Hi, Iâ€™m back again with another new review, today itâ€™s this 2004 album of Reinterpretations of remixes of music by *0 by Paulo Raposo & Marc Behrens, titled Further Consequences of Reinterpretation. Released by the label CrÃ³nica the CD is housed in a clear jewel case and also includes an 8 page booklet with 7 Reinterpretations of the album cover typography, some of them in a pretty fun DIY style kind of playfulness.
As the title says, this album features remixes of remixes, or â€œReinterpretationsâ€ as theyâ€™re called here of an experiment by Japanese artist Nosei Sakata (*0) who released a CD of sound outside of the human hearing range, a particularly interesting kind of sound art that I would definitely like to check out later. However, Iâ€™m starting my review at the end of the road of the remixing of that material, that happened. The Further Consequences of Reinterpretation, based on Reinterpretations of *0â€™s work by sound artists like Taylor Deupree, Richard Chartier and Bernhard GÃ¼nter is a CD containing 21 untitled tracks, which are the finished pieces (as the back lists) created by Paulo Raposo & Marc Behrens by bouncing their sound material back and forth, that was premiered at a show at the auditorium of the Goethe-Institut Inter Nationes in Lisbon, carrying the same title. Now, unlike the albums I reviewe before, this obviously more of a flowing experience to listen to, rather than a traditionally compiled album. Many of the 21 tracks are short, but these all do form a rather nice sounding whole, a collection of music that falls both into the glitchy minimal side of Sound Art, as well as more atmospheric yet also mysterious Drone. Characteristic sounds on this CD are crackling â€œwoodenâ€ sounds, high pitched tones, often rising and falling in loudness in â€œwavesâ€, stereo glitches, low rumbles as well as sometimes nicely â€œalienâ€ sounding structures of glassy and metalic heavily manipulated sounds. The album feels like a mixture of longer developing percussive pieces with mid frequency drones as well as sometimes some low rumble and shorter more minimal percussive structures. Sometimes noise is also used in surprising bits, youâ€™ll find out when you listen to this in full. I will mention a few of the longer tracks here and point out some things I particularly liked, letâ€™s start with track 1. This track was originally released as >0 on the *0.000remix-Inflation album on the Mu-Label in Japan. It can be seen as a kind of base of the sound of this CD, it has all ingredients as well as an exciting dynamic between the wooden percussive sounds, glitches, tones and drones. Thereâ€™s a nice progression in here too which goes from a minimal and percussive first half to a more drone based second half. It is definitely rather minimal music but never boring. Track 14 has some great quickly buzzing glitches and metallic industrial sounds, very nice clouds of impulses, a very cool aural experience and also probably a strange feel on the ears on headphones. Track 16 is also really fun as sounds get manipulated with often very quirky, almost psychedelic sounding filter effects, itâ€™s like a really strange device being both high-tech as well as old-fashioned, steampunk in sound. Track 21 is a definite favourite track of mine, the closing piece very pleasantly flows as a drone infused with filtered bit-crushed sounding mid frequencies, sounding the most like Ambient of the whole CD, but an alien metallic kind of Ambient. Really nice music. I feel this CD has a great and interesting sonic texture to it, but I do have to point out my only little low point with it. Some sonic material does get reused on multiple tracks and I didnâ€™t find it unpleasant really, however it does give the CD some repetition at some points, with the same sounds appearing in almost identical structures a couple of times. This is more of a personal thing though, because I also feel that the subtle variations between these similar pieces are interesting. Overall though, solid, enjoyable and fun CD definitely.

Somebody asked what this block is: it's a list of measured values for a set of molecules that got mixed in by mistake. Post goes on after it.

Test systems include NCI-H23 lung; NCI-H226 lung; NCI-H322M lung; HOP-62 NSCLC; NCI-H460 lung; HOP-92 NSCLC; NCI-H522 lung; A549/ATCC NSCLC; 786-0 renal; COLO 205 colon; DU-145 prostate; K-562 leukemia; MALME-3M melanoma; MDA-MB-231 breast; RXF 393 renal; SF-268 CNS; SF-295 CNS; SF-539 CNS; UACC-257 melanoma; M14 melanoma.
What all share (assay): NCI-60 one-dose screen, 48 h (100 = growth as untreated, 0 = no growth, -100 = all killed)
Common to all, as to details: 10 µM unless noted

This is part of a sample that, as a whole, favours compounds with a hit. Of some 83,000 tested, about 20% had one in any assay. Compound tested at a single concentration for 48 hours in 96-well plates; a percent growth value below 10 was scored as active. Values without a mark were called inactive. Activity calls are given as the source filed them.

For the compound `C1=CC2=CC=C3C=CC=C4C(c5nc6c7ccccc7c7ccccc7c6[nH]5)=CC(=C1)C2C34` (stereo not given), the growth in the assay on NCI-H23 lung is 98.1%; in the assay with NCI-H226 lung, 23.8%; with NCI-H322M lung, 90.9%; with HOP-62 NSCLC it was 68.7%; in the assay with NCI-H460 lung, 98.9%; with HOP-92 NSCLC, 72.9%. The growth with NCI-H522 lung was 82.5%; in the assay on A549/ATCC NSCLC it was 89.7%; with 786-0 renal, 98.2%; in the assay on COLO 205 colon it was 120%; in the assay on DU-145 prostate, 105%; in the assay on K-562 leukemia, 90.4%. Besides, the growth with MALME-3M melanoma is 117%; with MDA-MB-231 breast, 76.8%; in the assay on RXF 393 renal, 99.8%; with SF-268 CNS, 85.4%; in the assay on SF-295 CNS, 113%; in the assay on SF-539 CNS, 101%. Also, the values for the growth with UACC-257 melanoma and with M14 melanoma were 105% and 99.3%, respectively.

Further Consequences of Reinterpretation is an enjoyable and well-crafted collection of Sound Art, Glitch and Drone infused music that makes for a great listening experience, preferably in a dark quiet room (or any other situation you prefer) and the variation, playful sonic manipulation and inventive composition do make this a recommended album for both Experimental music and Sound Art fans as well as listeners new to this style. Orlando Laman